Norman Guadagno is a fan of strong narratives, stories that have a powerful impact on his audience. And while his job as Carbonite’s Senior Vice President of Marketing requires him to focus on lots of details, he’s not a fan of striving for perfection. In fact, Norman would advise you to aim for excellent instead of perfect. That way, you get more done.
Norman earned a graduate degree in industrial psychology from Rice University and then capitalized on his passion for understanding what makes people tick – both employees and customers alike – in senior marketing positions at companies such as Microsoft and Oracle. Prior to Carbonite, Norman was Senior Vice President of Marketing Strategy at Wire Stone, a well-known marketing agency headquartered in San Francisco. He joined Carbonite as Senior Vice President of Marketing in January of 2016.
I recently asked Norman to talk with me for our new series spotlighting the careers of various Carbonite executives. He shared his philosophy on marketing, getting things done and how he has built a successful career around his unique skills.
What can you tell me about your management philosophy?
Norman Guadagno: I'm a believer in giving people a lot of freedom and I find ways to encourage people to take ownership of what they are doing. The marketing profession – and particularly high-tech marketing – rewards people who take ownership of their outcomes and that's why I drive teams based on outcomes. I don't care if I don't see you. I don 't care how you do your work. But I care about outcomes and I care about commitments. Are you going to deliver what you say you're going to deliver when you say you'll deliver it? Will it be high quality? I also know that – and this is particularly true of younger staff members – some people tend to believe that things need to be perfect. I try to teach teams that nothing is ever perfect. If you have something on your desk and you're spending a lot of time trying to perfect it, that is zero value to marketing. But an imperfect thing out in the world that we can get feedback on – that's high-value marketing.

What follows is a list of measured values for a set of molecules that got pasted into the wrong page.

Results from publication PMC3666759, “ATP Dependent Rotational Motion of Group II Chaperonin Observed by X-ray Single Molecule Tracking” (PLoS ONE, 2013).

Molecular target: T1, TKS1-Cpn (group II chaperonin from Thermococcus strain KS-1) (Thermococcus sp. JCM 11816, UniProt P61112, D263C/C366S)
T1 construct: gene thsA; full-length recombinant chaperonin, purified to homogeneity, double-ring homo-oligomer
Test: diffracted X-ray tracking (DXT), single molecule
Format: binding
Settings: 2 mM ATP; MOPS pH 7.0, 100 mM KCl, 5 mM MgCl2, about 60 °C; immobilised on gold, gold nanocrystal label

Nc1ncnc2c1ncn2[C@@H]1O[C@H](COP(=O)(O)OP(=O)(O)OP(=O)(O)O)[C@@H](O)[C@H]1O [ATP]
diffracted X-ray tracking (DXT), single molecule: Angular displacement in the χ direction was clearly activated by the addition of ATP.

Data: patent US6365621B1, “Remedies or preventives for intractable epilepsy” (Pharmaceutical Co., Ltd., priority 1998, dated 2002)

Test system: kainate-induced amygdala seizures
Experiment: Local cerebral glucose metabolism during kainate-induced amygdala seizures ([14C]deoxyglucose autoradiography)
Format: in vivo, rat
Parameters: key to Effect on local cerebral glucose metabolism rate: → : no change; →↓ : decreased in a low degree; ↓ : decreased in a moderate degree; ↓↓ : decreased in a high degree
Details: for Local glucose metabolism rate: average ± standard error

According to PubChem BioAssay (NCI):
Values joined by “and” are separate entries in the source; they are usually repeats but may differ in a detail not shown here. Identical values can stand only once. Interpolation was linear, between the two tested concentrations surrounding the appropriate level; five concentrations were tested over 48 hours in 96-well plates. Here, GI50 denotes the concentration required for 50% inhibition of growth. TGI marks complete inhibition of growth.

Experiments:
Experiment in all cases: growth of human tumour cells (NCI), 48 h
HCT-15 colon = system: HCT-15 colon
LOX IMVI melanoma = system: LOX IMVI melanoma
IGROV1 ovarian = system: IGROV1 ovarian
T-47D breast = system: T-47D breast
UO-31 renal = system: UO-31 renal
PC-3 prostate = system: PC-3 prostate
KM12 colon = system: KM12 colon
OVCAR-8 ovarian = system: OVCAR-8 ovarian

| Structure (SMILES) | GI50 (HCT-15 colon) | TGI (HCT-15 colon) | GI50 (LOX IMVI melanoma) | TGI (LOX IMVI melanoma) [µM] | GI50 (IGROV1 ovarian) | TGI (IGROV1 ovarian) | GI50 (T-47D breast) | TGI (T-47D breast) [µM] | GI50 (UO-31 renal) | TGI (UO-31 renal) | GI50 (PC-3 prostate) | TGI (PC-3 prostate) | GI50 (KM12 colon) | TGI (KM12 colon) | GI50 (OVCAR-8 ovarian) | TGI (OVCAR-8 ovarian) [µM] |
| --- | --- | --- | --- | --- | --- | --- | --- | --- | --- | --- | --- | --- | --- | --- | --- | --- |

You became Carbonite's Senior Vice President of Marketing at the beginning of 2016. How's it been so far?
Guadagno: I think the company is on the right track and I think we're doing high quality, good marketing. I think people feel challenged and excited and I think we have even more opportunities ahead. I'm having a lot of fun. It's both the hardest job that I've had and also one of the most rewarding. I like it here for lots of reasons: I get the opportunity to feel like I'm having an impact as a marketer, having an impact as a manager and mentor, and having an impact as a business person. There are a lot of great challenges and there's a lot of new stuff that I'm learning.
What advice do you have for students and young professionals who aren't sure about which career path to take?
Guadagno: That's a great question because it's something you think about a great deal as you move past it. I've given this advice to others and I do believe it: You can't be afraid to do anything. It may seem at the time like, 'Why the heck would I do this thing?' But almost every experience is going to help you shape your perspective and your world view and get you closer to what ultimately is the right fit. You may not know what that right fit is right now. But every experience teaches you things you like and don't like and helps you sharpen your vision and get you closer to finding that right fit.
What are the things you've discovered that you like and don't like about your career?
Guadagno: At this point I know very well what I like and don't like. I really get a lot of satisfaction from mentoring people. I get a lot of satisfaction from public speaking and storytelling. I also get a lot of satisfaction from ideation. I'm not a big fan of digging deep, deep, deep into numbers. I do it, I understand it and it's part of my job. But it's not where I want to spend a lot of my time. Throughout your career you learn to calibrate what you like and don't like and every experience is going to help you add another piece to that puzzle.
Finally, what was it like to meet Steve Jobs and what did you learn from him?
Guadagno: Early in my career I worked for a company called Ashton-Tate, the creators of the popular dBASE database application. During that time, I became Product Manager for a spreadsheet solution that we were creating for NeXT Inc., the computer company founded by Steve Jobs when he was in between stints at Apple. I got to go to NeXT headquarters and meet Steve and present what we were doing. I can honestly say that in my one hour of meeting with Steve at whatever tender age I was at the time, that he was far and away the most charismatic human being I've ever encountered. We did our presentation and then Steve said, "I'm going to show you something but you have to raise your hands and swear not to tell anyone." And we just all raised our hands because that's the power of a persuasive person. Then he unveiled the next generation NeXT computer. But what really made an impression on me was his persuasive power. That's a seminal moment in my career. If you can just be persuasive and tell people what you're going to do and then do it – it works. Steve was the kind of powerful human being that in one hour can leave an impression that lasts a lifetime.
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